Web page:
The FCC votes to hold another auction of mid-band spectrum this October
Verizon spent about $45 billion for 5G spectrum licenses in the last mid-band auction
FCC Acting Chairwoman Jessica Rosenworcel said during today’s monthly meeting that “We take action that will move us closer to 5G service that is fast, secure, reliable, and most importantly available everywhere in the country.” U.S. wireless providers like AT&T, T-Mobile and Verizon have told the FCC that auctioning off the mid-band spectrum in large tracts will result in faster expansion of 5G coverage in the U.S.
An FCC fact sheet/document quotes the agency as saying, “The Beat China by Harnessing Important, National Airwaves for 5G Act of 2020, which was included in the Fiscal Year 2021 omnibus spending bill, requires the Commission to work with its Federal partners to bring all of the 3.45 GHz band spectrum to market for next-generation wireless use through a system of competitive bidding by December 31, 2021. Beginning the implementation of this Congressional mandate, this item reallocates 100 megahertz in the 3.45 GHz band for flexible use wireless services and adopt rules to implement the new 3.45 GHz Service, The framework adopted for the 3.45 GHz band will enable full-power commercial use and provide flexibility to future licensees in deploying their networks in this band, while also ensuring that federal incumbents are still protected where and when they require continued access to the band and relocate important non-federal weather forecasting services so that they are not adversely impacted by our actions. Collectively, the 3.45 GHz band and the neighboring 3.5 GHz and 3.7 GHz bands will offer 530 megahertz of contiguous mid-band spectrum for 5G services.”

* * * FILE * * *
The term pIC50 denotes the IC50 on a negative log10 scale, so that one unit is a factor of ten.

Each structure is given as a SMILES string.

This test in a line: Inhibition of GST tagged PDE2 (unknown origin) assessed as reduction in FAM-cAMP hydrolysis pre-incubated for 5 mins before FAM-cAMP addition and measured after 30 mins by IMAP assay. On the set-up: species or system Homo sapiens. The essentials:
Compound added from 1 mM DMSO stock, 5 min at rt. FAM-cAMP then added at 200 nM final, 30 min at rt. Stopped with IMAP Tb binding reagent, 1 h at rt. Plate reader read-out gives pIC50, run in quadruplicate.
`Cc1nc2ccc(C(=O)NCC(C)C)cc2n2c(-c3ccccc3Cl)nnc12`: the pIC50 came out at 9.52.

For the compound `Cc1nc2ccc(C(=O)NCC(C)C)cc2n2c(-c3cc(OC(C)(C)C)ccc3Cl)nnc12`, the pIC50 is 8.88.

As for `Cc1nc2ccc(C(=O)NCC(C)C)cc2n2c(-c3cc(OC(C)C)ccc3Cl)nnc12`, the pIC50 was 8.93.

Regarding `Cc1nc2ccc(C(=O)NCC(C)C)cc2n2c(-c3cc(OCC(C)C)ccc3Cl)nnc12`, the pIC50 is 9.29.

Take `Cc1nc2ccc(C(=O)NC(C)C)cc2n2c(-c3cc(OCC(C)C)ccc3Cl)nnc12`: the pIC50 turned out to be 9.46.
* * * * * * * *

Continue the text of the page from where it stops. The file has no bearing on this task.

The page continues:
It just so happens that the previous FCC Chairman, Ajit Pai, was still in office when the record breaking auction was held. Around the time that the FCC revealed that nearly $81 billion had been bid, Pai stated that “These results represent a strong endorsement by the private sector of the service rules and transition plan put in place by the FCC to quickly make the C-band a critical part of 5G rollout in the United States. And they vindicate the hard choices the FCC made during the C-band proceeding—and that we made them. The FCC confronted a host of technical, legal, practical, and political challenges in structuring this auction. It would have been easy to delay. But we rightly pushed ahead and overcame every one of those obstacles. As a result, we significantly advanced United States leadership in 5G and have enabled America’s wireless consumers to more quickly benefit from 5G services.”
The U.S. would love to take the global lead in 5G since the next generation of wireless connectivity will deliver download data speeds 10 to 100 times that of 4G LTE. New products and technologies will be created thanks to those data speeds. Surgeons will be able to operate remotely on a patient lying on an operating room table on the opposite coast. In other words, the country that grabs the global leadership in 5G will have a huge technological lead over others.